The Court allowed the application for revision and quashed the impugned order of Additional Sessions Judge. Placing reliance on Suk Das v. Union Territory of Arunachal Pradesh, (1986) 2 SCC 401 and Mohd. Hussain v. State (Govt. of NCT) of Delhi, (2012) 2 SCC 584, the Court held that that if the adequate legal aid has not been provided to the accused during the trial, then it is violative of Article 21 of the Constitution of India. 

It was opined that the legal aid provided to the revisionist by the amicus curie was not real and effective, as the amicus curie had denied cross-examination of the witness. In view thereof, the Court set aside the impugned order and ordered the trial court to recall all the prosecution witnesses, and cross-examine them. [Shadaan Ansari v. State of U.P., 2020 SCC OnLine All 19, decided on 14-01-2020]

Case BriefsSupreme Court

Supreme Court: Noticing that where death sentence could be one of the alternative punishments, the courts must be completely vigilant and see that full opportunity at every stage is afforded to the accused, the 3-judge bench of UU Lalit, Indu Malhotra and Krishna Murari, JJ has laid down the below mentioned norms to ensure the same.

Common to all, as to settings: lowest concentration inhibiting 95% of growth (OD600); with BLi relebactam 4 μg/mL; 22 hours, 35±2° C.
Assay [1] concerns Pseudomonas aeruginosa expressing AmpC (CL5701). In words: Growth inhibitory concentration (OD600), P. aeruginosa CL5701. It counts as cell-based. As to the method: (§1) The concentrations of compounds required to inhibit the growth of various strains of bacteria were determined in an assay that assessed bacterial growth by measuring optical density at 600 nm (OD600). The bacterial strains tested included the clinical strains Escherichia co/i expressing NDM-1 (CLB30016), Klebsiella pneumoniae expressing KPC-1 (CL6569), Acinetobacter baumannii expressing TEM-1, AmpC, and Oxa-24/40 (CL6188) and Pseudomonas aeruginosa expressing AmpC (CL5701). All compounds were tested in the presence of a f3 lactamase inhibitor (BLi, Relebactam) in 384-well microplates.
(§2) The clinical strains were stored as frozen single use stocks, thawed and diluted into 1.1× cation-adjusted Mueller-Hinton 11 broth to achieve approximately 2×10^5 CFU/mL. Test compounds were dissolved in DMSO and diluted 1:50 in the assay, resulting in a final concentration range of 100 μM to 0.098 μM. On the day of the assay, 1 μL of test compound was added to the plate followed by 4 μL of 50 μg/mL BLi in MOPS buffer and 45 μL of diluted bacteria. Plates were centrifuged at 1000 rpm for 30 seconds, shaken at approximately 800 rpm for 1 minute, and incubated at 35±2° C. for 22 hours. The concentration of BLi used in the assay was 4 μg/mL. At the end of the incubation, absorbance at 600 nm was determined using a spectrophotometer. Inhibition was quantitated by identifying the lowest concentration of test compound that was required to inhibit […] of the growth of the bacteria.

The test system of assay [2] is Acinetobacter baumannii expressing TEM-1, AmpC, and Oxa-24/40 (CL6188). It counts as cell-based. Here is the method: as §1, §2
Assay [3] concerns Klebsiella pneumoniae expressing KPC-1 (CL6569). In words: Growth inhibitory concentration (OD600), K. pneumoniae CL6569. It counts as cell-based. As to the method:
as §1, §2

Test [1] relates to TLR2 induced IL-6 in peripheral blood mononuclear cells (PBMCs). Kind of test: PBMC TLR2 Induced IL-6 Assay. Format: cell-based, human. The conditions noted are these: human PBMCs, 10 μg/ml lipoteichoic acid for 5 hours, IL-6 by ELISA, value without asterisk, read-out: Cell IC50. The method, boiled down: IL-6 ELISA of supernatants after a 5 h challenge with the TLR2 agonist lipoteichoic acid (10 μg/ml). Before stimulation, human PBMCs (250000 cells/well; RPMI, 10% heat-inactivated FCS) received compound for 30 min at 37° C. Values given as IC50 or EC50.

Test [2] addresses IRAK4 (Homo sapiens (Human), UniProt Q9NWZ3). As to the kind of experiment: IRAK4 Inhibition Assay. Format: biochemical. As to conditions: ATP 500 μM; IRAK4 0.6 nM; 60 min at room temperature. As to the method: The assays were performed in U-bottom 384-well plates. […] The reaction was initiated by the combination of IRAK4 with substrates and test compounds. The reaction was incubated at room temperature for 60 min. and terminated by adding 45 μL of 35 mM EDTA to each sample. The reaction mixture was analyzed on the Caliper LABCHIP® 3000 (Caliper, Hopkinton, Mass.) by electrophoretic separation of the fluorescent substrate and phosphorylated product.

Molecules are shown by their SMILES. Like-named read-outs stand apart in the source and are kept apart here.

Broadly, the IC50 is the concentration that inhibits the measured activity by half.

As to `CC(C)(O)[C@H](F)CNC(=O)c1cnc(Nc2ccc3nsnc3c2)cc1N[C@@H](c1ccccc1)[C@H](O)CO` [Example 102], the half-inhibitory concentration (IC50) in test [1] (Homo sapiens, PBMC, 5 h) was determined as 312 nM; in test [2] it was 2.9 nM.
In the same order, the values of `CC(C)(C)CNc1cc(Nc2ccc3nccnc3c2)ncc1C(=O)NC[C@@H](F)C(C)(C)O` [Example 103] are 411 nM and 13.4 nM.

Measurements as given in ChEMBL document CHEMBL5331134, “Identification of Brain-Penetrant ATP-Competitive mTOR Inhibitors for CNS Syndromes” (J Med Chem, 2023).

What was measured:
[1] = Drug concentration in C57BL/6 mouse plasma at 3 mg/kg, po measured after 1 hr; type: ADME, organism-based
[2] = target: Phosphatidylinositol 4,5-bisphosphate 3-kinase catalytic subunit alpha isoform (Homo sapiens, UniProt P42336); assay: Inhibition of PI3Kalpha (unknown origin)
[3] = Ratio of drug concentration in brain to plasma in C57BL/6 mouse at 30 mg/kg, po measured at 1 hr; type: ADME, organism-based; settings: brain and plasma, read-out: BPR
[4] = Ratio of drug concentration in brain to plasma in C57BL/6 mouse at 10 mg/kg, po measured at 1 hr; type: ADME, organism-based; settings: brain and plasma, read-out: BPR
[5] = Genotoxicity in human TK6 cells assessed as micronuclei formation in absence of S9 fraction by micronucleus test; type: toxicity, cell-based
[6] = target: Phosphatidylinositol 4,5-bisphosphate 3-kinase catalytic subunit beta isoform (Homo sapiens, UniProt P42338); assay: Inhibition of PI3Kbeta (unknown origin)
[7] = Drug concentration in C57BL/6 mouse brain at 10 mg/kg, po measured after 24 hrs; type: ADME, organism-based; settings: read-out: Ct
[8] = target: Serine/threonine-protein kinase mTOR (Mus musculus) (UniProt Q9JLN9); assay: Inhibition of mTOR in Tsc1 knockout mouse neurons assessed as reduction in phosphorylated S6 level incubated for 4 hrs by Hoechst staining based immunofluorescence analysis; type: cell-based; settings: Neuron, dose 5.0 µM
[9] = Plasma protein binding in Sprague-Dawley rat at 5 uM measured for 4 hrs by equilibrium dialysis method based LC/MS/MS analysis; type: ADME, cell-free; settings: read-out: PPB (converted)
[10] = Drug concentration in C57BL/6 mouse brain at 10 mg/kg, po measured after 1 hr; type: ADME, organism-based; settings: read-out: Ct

• In all cases where there is a possibility of life sentence or death sentence, learned Advocates who have put in minimum of 10 years practice at the Bar alone be considered to be appointed as Amicus Curiae or through legal services to represent an accused.
  • In all matters dealt with by the High Court concerning confirmation of death sentence, Senior Advocates of the Court must first be considered to be appointed as Amicus Curiae.
  • Whenever any counsel is appointed as Amicus Curiae, some reasonable time may be provided to enable the counsel to prepare the matter. There cannot be any hard and fast rule in that behalf. However, a minimum of seven days’ time may normally be considered to be appropriate and adequate.
  • Any learned counsel, who is appointed as Amicus Curiae on behalf of the accused must normally be granted to have meetings and discussion with the concerned accused.